Take a cotton rag, wipe across the face of the roller. First wipe from the discharge end towards the feed end. Then wipe the opposite way. On the roller with a dull surface there will be a distinct roughness in one direction, the fibers of the cloth almost seem to catch on the grain. The other direction will seem much smoother and the cloth will not hang up on the grain. On a shiny roller this difference will be imperceptible. By wiping all the rollers it will be easy to judge which is the roughest and which are the smoothest.

Any detectable roughness should be in the direction from discharge to feed end. That means the roller is pushing the shell up-hill. Roughness feed-end to discharge-end means the roller is reversed skew, pushing the kiln down-hill.

What does it mean to “float the shell”?

When the shell rotates such that the downhill thrust roller is only engaged for a partial revolution and all the rollers are correctly skewed, then we can say the shell is floating. The thrust tire will always have a slight amount of wobble. While the thrust roller is in contact this causes the kiln to be pushed uphill for part of the rotation. As the wobble then moves away from contact with the thrust roller, the kiln moves gently downhill for that part of the rotation. The cycle then repeats.

What is “correctly skewed”?

Each roller is pushing the kiln uphill and with a minimum amount of thrust. This minimum is defined by the condition above. The combined thrust of all the rollers does not quite match the downward push of the kiln. In this way the kiln will slowly and gently move down but then be nudged back up by the wobbling thrust tire.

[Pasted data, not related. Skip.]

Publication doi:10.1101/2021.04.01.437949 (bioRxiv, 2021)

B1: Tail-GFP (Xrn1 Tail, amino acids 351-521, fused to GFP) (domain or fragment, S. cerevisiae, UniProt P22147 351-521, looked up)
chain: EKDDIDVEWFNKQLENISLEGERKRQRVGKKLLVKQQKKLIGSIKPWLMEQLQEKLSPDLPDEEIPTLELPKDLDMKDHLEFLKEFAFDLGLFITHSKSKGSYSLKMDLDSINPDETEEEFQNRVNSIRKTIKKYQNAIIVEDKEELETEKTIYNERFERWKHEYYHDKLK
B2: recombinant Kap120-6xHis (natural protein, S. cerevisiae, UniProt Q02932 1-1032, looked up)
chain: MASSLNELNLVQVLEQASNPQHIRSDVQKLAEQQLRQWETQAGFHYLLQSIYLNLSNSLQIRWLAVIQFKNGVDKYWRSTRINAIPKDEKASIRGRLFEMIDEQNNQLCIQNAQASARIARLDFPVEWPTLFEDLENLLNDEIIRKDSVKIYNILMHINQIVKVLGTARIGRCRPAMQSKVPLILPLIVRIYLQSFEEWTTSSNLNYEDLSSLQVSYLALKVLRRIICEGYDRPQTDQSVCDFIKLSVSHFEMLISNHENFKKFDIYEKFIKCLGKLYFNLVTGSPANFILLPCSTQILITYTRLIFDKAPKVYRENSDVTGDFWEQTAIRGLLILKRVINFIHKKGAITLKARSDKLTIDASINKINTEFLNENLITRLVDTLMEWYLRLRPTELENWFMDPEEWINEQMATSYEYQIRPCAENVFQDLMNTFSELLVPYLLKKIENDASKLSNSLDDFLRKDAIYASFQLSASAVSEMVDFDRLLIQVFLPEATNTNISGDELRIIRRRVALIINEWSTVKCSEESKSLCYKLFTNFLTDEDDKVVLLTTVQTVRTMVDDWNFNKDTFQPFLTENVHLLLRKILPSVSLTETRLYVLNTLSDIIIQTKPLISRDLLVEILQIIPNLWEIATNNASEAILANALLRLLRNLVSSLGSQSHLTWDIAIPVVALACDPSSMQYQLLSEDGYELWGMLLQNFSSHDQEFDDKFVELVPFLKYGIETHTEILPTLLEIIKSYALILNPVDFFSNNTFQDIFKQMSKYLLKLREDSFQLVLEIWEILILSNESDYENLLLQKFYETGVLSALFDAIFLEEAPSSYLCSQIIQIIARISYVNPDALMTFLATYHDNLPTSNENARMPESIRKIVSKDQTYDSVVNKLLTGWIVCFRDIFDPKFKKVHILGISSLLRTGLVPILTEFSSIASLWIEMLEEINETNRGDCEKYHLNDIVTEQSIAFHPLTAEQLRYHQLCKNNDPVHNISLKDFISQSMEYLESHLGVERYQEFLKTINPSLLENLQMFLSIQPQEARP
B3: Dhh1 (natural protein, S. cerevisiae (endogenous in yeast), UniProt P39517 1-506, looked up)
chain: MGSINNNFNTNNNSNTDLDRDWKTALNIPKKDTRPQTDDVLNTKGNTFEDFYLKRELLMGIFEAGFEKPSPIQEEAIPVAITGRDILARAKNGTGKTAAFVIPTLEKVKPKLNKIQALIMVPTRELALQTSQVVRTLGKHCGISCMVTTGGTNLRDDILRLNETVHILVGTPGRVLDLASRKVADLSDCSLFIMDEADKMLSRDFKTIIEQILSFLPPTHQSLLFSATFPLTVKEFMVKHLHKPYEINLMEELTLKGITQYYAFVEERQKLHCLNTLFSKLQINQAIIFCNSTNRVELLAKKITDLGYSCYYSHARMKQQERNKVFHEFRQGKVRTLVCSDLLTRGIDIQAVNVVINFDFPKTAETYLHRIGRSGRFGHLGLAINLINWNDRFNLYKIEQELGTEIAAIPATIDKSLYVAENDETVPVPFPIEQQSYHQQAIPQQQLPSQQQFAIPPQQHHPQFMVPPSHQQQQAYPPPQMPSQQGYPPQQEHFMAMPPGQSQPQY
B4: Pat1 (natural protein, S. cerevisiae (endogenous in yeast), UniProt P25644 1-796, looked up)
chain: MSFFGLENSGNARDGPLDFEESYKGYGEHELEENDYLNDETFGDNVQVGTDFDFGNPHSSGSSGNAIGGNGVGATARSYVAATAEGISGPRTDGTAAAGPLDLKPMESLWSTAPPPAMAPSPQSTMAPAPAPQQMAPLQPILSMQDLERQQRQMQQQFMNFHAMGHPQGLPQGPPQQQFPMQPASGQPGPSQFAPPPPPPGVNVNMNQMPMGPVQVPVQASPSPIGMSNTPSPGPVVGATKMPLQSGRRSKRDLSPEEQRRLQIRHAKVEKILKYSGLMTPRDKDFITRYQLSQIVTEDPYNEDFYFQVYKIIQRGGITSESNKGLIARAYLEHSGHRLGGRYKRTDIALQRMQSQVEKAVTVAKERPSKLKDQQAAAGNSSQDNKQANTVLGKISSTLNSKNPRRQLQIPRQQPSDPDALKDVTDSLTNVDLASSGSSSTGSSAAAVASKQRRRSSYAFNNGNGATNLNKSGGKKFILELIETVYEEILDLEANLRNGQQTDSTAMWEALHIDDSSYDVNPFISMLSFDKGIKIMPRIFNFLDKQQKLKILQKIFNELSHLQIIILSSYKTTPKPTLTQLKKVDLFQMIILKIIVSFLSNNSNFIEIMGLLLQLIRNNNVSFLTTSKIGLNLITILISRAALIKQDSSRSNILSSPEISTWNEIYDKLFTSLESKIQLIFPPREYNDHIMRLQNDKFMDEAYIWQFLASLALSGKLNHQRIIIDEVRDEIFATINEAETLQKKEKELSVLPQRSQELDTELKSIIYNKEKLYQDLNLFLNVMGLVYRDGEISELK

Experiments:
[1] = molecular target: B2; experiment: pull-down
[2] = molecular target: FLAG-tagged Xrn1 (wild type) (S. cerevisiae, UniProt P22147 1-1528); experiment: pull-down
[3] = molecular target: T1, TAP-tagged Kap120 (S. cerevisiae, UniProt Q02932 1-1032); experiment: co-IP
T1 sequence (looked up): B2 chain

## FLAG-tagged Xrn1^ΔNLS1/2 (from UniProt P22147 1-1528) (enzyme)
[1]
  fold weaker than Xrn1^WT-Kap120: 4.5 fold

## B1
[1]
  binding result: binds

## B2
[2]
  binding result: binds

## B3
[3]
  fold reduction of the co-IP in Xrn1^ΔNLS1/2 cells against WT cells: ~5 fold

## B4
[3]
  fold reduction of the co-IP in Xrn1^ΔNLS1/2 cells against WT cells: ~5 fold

“Floating” the shell.

When the unit is said to be “floating” it means that the the natural pull of gravity on the unit down the slope is exactly balanced by the combine force of the skewed rollers pushing the shell up. The forces from each of the rollers should be equal. This floating condition is of course transient since the thrust from skewing varies according to shell speed and the load in it. This means that occasionally the upper thrust roller will be rotating but more often we expect the lower one to be rotating. Looking at the relative shininess of the upper and lower thrust rollers tells us much of what is going on.

Look at the six units above. Unit #3 has a rusted lower thrust roller. Obviously the rollers are skewed too aggressively. At the other extreme is two, five, and eight where the upper thrust rollers never seem to see contact.

General housekeeping is important.

Attitudes and the level of respect given the equipment is largely dictated by general housekeeping. The biggest problem is usually oil or water mixed in with product that contaminates (sometimes buries) part of the base assemblies. If pier tops are covered by spent oil or buried in spilled product the expectation of good maintenance is largely undermined.

Clean up as required, prepare and assemble all the necessary tools to do the work.

A very important step is to assure there is a meaningful way to measure bearing oil temperature. If a problem should arise chances are that the first indication will be a rapid rise in bearing oil temperature. Monitoring all the sump temperatures through out the process is essential.

If there is a history of hot bearings or if problems are anticipated for whatever reasons be prepared to deal with the situation of hot bearings. For units with sleeve bearings If a problem arises as a result of roller adjustments hot bearings are usually the first in the list. Be prepared.